This is a two-week period that ends every other Wednesday during which commercial banks must meet reserve requirements stipulated by the Federal Reserve.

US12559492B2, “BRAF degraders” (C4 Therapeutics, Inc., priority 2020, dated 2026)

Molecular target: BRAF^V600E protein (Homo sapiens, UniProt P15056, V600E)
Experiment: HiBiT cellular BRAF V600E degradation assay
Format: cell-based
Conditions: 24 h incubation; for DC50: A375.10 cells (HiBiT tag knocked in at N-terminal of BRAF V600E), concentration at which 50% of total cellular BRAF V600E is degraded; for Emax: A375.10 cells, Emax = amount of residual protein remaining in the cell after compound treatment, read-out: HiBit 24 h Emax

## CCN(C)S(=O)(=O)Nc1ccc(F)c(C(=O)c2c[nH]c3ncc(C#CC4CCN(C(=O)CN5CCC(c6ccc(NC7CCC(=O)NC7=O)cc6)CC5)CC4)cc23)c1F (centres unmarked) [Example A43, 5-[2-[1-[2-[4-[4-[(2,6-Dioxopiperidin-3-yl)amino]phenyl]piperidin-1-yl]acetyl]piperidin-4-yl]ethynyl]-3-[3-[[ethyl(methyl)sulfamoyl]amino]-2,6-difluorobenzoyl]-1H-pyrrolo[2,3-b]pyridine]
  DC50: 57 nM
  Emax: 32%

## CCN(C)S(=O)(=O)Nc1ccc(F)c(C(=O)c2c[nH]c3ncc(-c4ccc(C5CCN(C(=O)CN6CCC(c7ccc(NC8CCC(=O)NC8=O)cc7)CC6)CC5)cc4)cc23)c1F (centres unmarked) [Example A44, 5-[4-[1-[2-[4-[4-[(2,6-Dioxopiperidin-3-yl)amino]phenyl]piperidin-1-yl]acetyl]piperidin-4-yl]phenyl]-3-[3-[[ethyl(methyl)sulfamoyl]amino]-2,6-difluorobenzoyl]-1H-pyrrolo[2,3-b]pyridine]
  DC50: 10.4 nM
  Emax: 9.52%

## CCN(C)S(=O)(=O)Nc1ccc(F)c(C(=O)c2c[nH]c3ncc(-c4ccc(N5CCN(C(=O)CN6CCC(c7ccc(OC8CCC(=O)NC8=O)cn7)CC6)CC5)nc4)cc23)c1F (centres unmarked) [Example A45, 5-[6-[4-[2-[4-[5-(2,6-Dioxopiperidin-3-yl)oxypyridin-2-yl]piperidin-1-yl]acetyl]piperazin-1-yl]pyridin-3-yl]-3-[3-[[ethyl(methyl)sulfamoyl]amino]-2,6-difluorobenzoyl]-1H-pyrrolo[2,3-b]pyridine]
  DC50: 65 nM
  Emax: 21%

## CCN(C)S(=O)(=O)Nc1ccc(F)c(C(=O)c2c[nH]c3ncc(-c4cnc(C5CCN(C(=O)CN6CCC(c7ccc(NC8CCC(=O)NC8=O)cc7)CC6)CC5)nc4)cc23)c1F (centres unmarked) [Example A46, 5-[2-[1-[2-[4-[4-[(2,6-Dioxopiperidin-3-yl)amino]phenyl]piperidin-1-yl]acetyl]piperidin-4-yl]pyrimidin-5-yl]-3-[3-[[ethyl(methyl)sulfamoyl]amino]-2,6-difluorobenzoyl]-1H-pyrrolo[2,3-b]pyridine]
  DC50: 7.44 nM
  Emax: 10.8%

Sometimes, banks are scrambling to meet their required reserve amount on Wednesday. Traditionally, if banks are having problems meeting reserve requirements, the federal funds rate market will feel the brunt of it since the federal funds rate is the rate which banks charge each other for the use of overnight funds. Usually, small regional banks have more than ample funds, while large money center banks are the ones in need of the funds because they loan their funds more extensively. Most of the time, small regional banks will lend overnight funds to large money center banks. When there is little liquidity in the banking system, the federal funds rate can shoot up sharply on a reserve settlement Wednesday because the money center banks are willing to pay whatever it takes in order that their reserves are meeting the Fed's requirements. Since the Fed engaged in quantitative easing, there has been less volatility in the fed funds rate.
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